March 26, 2024 

Paige Bueckers is making up for lost time

‘We have the best player in America’

STORRS, Conn. — Shortly after the buzzer sounded on UConn’s second-round NCAA Tournament victory last season, then-junior guard Paige Bueckers could be found sitting quietly alone outside of Gampel Pavilion. For a high-caliber athlete who loves more than anything to play basketball, losing a season to an ACL tear was devastating.

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“I just remember last year after the Baylor game, it was a second-round game,” Bueckers said. “I just went to my car and I was so emotional because these high-stake games, these games that mean everything. I miss it so much and I just told myself before [this season’s] BIG EAST Tournament, before this tournament, just to embrace it and have fun. I prayed so hard a year ago today to be in my shoes where I’m at right now, so just to appreciate it, especially playing here in front of the best fans in the country with the best teammates and the best coaching staff in the world.”

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Postseason Bueckers has not disappointed. Following an inspired BIG EAST Tournament performance that earned the guard the tournament’s Most Outstanding Player honors, she has dominated in the NCAA Tournament’s first two rounds. Across both games, Bueckers averaged 30.0 points, 6.5 assists and 3.5 steals per game.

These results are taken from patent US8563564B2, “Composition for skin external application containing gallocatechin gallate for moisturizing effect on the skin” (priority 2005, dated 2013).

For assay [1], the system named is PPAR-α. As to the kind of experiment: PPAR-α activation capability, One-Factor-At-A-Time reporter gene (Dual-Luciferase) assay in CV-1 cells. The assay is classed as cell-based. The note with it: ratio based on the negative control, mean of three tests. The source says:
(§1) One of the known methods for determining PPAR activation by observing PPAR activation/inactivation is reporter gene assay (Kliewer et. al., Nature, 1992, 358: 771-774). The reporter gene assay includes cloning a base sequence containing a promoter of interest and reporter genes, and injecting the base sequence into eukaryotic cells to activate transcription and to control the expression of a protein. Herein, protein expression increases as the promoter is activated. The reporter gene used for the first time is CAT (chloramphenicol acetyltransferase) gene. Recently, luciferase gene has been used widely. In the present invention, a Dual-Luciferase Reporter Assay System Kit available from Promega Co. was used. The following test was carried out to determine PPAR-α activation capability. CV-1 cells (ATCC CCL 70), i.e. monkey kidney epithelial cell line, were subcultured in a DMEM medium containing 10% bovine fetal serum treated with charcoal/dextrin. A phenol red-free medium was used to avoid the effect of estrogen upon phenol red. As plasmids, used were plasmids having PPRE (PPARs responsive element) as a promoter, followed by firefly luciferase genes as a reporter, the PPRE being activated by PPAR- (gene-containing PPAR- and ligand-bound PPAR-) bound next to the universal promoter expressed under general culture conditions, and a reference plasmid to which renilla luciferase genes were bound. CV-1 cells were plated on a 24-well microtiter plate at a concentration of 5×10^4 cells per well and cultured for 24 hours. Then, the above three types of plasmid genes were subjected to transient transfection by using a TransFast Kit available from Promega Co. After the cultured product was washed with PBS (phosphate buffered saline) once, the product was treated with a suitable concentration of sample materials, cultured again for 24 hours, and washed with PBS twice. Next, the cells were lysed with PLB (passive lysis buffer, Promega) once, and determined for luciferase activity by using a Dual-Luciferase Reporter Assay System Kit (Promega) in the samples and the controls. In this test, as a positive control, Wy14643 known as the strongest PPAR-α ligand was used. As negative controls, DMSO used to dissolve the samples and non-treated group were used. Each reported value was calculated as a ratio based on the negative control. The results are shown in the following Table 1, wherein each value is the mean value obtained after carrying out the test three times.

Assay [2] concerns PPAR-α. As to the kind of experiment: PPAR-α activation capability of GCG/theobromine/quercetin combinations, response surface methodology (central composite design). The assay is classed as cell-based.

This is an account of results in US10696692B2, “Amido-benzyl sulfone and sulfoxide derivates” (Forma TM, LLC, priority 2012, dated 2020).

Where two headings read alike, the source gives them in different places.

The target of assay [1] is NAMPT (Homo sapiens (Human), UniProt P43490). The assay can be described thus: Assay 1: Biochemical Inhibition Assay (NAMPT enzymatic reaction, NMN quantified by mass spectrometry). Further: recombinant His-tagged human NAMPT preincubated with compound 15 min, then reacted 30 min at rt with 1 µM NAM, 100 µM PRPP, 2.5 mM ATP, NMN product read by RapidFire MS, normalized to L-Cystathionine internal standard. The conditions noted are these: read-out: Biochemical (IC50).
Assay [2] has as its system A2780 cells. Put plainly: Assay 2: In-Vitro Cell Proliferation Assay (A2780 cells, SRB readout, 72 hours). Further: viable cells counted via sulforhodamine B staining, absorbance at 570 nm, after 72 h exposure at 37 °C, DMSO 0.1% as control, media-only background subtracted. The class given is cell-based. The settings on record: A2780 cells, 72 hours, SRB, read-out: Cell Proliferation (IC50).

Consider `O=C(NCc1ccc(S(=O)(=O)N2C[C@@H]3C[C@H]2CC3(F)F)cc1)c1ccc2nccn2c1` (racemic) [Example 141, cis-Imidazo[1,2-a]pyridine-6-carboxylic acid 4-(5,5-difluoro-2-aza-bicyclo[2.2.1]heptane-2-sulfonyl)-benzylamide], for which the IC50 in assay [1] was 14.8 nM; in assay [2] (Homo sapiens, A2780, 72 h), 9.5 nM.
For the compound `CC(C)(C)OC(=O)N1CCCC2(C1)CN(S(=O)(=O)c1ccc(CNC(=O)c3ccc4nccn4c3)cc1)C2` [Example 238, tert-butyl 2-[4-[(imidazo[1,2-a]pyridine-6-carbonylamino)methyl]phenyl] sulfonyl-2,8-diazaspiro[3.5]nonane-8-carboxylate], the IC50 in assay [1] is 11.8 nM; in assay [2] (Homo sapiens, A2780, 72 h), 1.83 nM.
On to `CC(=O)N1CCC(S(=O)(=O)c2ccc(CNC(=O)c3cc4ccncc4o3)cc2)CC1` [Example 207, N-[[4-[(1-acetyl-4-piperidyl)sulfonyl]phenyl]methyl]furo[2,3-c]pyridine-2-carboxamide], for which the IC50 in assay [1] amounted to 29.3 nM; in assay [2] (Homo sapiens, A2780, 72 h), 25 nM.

“We have the best player in America, you know, just saying that because the numbers — in this world of analytics — the numbers say that she is and the whole stat sheet says that she is and everybody that watched knows it,” said UConn head coach Geno Auriemma.

Syracuse head coach Felisha Legette-Jack didn’t mince words when asked about the type of player Bueckers is.

“Paige was amazing her freshman year. You thought that was optimum of what you’re going to get from her. She’s way better. She’s way better. The game in her head is a chess match. You know, she attacked that middle. If nobody came, she knew how to float it. She knew how to kick it to either corner. Most guards either know how to pass down or out. She can pass it down or pitch it out. She can pitch it behind her.

“She’s just a seasoned vet. … I’ve seen a lot of great players come through this door. A lot. I’ve known Geno since I was a freshman at Syracuse University. Paige is one of the top three that ever came through those doors.”

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A different mentality

When the Huskies landed in Seattle for the 2023 Sweet 16, Auriemma could sense that his team didn’t have much left in the tank following first- and second-round wins. This season, as UConn returns to the Pacific Northwest as part of the Portland 3 Regional, the Hall of Fame coach can sense a bit of a different energy.